One 16-year-old mom who dropped out of school to take care of her baby and is living with her boyfriend (who also dropped out of school and works more than full-time) has birth control that is causing her to be depressed and even suicidal at times, but she said she can’t use condoms because she’s allergic to latex, and she thinks if she told her boyfriend she wanted to stop having sex for a while, he would dump her and move along to the next girl. Right now, he is the only support she and her baby have. She was born outside the U.S. but came here as a child, and because she didn’t finish high school, she’s not eligible for the Dream Act benefits for the right to work in the U.S. Meanwhile, she can’t find daycare for her baby, so she can’t return to school. She’s utterly stuck. What’s going to happen to her? Her baby is likely going to grow up thinking that “stuck” is default.

I don’t mean this as a lecture but just wanted to voice some of the things I’ve seen in this regard. I realize I’ve gotten away from the original thread discussion.

I totally reject the left’s “whenever you feel ready, consent is all that matters, just use protection!” approach to sex and agree with you that stable, two-parent families (assisted by economic opportunity and good education) is really the only solution to these types of problems. I just don’t think you can dismiss people as fools when they have grown up thinking in a completely different way about sex and inevitability.

I really appreciate this comment. It reminds me of something a friend of mine who taught in a rural school in the Deep South told me once about her middle-school students. All of them were poor, all were black. She herself was once a welfare mom during a hard period of her life, and felt a special burden in her heart to help these kids avoid what she went through.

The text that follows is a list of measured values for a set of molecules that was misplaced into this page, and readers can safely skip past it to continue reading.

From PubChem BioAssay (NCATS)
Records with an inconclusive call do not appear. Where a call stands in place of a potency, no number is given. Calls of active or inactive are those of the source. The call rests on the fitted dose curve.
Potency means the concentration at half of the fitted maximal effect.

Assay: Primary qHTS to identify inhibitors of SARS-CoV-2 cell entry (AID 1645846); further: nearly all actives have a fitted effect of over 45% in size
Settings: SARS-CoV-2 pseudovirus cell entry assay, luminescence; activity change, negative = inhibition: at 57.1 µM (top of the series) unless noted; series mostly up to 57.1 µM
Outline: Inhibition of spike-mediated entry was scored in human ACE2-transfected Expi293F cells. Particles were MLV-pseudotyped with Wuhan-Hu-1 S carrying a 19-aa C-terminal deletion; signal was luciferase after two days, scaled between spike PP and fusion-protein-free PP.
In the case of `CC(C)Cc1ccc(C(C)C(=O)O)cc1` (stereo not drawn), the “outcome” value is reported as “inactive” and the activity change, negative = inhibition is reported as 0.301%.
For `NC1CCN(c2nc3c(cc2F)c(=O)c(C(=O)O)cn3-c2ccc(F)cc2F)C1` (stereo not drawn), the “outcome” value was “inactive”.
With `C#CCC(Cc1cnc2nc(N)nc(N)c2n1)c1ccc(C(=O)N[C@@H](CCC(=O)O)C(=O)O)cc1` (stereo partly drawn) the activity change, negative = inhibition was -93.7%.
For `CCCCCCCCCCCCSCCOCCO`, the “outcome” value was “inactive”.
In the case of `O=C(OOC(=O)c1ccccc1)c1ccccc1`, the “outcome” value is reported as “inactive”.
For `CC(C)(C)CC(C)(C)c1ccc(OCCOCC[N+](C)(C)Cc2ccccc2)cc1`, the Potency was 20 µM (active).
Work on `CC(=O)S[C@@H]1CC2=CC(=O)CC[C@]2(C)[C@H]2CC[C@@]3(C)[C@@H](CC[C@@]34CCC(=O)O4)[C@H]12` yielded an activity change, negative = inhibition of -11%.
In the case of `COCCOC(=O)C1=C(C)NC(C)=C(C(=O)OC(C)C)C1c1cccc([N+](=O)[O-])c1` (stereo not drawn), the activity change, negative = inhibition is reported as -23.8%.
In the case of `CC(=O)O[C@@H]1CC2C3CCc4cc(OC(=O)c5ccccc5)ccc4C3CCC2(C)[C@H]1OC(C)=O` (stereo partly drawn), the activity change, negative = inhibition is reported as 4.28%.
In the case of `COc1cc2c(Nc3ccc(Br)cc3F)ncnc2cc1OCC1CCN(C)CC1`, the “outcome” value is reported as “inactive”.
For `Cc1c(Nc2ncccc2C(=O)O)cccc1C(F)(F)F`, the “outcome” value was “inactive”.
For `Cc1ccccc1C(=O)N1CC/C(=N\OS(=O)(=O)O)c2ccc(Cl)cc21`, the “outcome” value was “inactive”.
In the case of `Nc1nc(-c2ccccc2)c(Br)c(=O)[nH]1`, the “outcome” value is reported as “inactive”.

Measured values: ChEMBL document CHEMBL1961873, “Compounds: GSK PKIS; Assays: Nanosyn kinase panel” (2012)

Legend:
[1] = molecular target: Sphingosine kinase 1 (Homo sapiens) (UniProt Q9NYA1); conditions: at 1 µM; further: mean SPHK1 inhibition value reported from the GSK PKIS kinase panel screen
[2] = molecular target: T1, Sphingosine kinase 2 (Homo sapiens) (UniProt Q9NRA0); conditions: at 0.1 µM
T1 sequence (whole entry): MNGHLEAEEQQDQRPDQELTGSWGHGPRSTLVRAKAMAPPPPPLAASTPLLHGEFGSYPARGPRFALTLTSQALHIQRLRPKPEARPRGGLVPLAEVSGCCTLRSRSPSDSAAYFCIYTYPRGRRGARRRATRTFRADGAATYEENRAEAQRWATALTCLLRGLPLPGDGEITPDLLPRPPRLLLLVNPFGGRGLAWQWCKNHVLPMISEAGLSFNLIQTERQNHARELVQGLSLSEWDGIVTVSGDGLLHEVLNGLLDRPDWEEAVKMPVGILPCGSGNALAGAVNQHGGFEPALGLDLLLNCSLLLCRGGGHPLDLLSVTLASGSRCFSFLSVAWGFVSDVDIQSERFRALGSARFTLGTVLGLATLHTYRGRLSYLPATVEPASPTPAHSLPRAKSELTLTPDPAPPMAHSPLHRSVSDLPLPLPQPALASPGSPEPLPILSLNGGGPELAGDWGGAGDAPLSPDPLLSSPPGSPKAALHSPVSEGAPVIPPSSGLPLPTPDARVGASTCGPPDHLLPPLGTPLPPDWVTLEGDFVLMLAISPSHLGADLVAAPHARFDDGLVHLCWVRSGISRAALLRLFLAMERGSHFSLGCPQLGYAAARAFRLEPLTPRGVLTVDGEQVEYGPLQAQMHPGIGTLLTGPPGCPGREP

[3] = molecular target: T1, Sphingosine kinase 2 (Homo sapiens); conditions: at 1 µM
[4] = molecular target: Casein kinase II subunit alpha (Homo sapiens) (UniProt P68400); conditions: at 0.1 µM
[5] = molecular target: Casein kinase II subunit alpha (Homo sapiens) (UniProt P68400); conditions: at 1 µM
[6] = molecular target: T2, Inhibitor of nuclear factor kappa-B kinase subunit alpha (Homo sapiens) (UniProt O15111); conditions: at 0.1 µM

She told me that it was incredibly despairing to try to reach them. None of them seemed to believe her when she told them that if they worked hard in school and stayed on the straight and narrow, they could go to college and better themselves. She said pretty much all the girls wanted nothing more than to get pregnant by some boy — they said so in class, without shame — and the boys saw their own manhood as tied up in getting a girl pregnant. Marriage was not on anybody’s mind. Your story, Maria, reminds me a lot of what my friend said. She told me she might as well have been talking to them in a foreign language. One day during a conversation about this, she told the female students that dropping out of school to care for your baby is almost guaranteed to condemn them and their children to lives of welfare dependency.

“They didn’t care,” my friend said. Welfare was a way of life for these kids. That’s all they had ever known. It was normal. That’s when my friend knew the power of what she was up against.

The point I was trying to make is that the only real way any of this changes is for kids to come to believe that they aren’t fated to live that way. There may be no one in their lives to offer them a way out, and even if someone does, like my teacher friend, the pressures on them to reject the message in a bottle they’ve found are powerful. I think about the young black woman I wrote about in Little Way who had to leave her family far behind in order to pursue her education and break the cycle of poverty (which she did), because they wanted to tear her down and prevent her from succeeding.